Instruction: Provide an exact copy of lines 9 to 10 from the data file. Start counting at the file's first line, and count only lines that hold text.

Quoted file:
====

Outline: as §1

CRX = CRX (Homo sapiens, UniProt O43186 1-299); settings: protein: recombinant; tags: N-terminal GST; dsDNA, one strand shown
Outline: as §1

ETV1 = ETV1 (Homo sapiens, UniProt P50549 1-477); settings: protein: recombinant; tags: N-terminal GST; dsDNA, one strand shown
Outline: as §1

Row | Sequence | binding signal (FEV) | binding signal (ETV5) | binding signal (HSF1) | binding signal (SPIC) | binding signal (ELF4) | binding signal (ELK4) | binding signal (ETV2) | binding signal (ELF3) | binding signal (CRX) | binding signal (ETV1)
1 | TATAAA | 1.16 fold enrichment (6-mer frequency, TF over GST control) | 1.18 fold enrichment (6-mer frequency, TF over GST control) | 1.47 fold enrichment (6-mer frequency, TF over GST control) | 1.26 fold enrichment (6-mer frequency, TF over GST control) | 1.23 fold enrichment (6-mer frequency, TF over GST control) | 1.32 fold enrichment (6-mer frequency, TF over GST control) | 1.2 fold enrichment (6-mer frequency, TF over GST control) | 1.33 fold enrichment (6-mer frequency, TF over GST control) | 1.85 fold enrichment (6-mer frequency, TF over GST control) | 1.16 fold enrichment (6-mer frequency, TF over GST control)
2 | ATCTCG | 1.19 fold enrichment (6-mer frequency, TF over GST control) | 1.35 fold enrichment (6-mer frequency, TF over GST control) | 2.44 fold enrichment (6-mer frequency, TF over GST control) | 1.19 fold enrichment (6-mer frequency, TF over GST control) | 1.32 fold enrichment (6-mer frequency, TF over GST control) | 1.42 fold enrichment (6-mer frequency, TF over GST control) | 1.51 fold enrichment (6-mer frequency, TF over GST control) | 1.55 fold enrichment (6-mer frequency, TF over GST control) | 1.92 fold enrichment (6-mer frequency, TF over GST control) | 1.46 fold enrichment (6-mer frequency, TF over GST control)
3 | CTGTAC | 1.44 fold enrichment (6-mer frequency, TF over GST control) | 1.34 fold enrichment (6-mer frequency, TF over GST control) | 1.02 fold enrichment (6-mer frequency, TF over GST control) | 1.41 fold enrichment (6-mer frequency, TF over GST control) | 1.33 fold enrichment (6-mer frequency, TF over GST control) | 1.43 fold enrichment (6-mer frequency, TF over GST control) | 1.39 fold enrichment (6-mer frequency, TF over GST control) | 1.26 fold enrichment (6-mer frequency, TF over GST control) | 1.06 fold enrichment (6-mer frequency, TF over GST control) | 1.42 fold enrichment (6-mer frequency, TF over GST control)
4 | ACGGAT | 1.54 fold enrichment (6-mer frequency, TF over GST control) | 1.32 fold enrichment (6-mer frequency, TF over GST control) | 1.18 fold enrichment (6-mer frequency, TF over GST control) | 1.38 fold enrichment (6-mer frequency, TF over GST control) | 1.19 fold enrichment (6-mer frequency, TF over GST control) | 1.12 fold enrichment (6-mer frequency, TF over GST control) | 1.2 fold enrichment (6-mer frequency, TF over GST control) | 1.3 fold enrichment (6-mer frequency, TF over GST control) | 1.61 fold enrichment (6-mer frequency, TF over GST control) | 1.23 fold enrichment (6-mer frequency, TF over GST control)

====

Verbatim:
3 | CTGTAC | 1.44 fold enrichment (6-mer frequency, TF over GST control) | 1.34 fold enrichment (6-mer frequency, TF over GST control) | 1.02 fold enrichment (6-mer frequency, TF over GST control) | 1.41 fold enrichment (6-mer frequency, TF over GST control) | 1.33 fold enrichment (6-mer frequency, TF over GST control) | 1.43 fold enrichment (6-mer frequency, TF over GST control) | 1.39 fold enrichment (6-mer frequency, TF over GST control) | 1.26 fold enrichment (6-mer frequency, TF over GST control) | 1.06 fold enrichment (6-mer frequency, TF over GST control) | 1.42 fold enrichment (6-mer frequency, TF over GST control)
4 | ACGGAT | 1.54 fold enrichment (6-mer frequency, TF over GST control) | 1.32 fold enrichment (6-mer frequency, TF over GST control) | 1.18 fold enrichment (6-mer frequency, TF over GST control) | 1.38 fold enrichment (6-mer frequency, TF over GST control) | 1.19 fold enrichment (6-mer frequency, TF over GST control) | 1.12 fold enrichment (6-mer frequency, TF over GST control) | 1.2 fold enrichment (6-mer frequency, TF over GST control) | 1.3 fold enrichment (6-mer frequency, TF over GST control) | 1.61 fold enrichment (6-mer frequency, TF over GST control) | 1.23 fold enrichment (6-mer frequency, TF over GST control)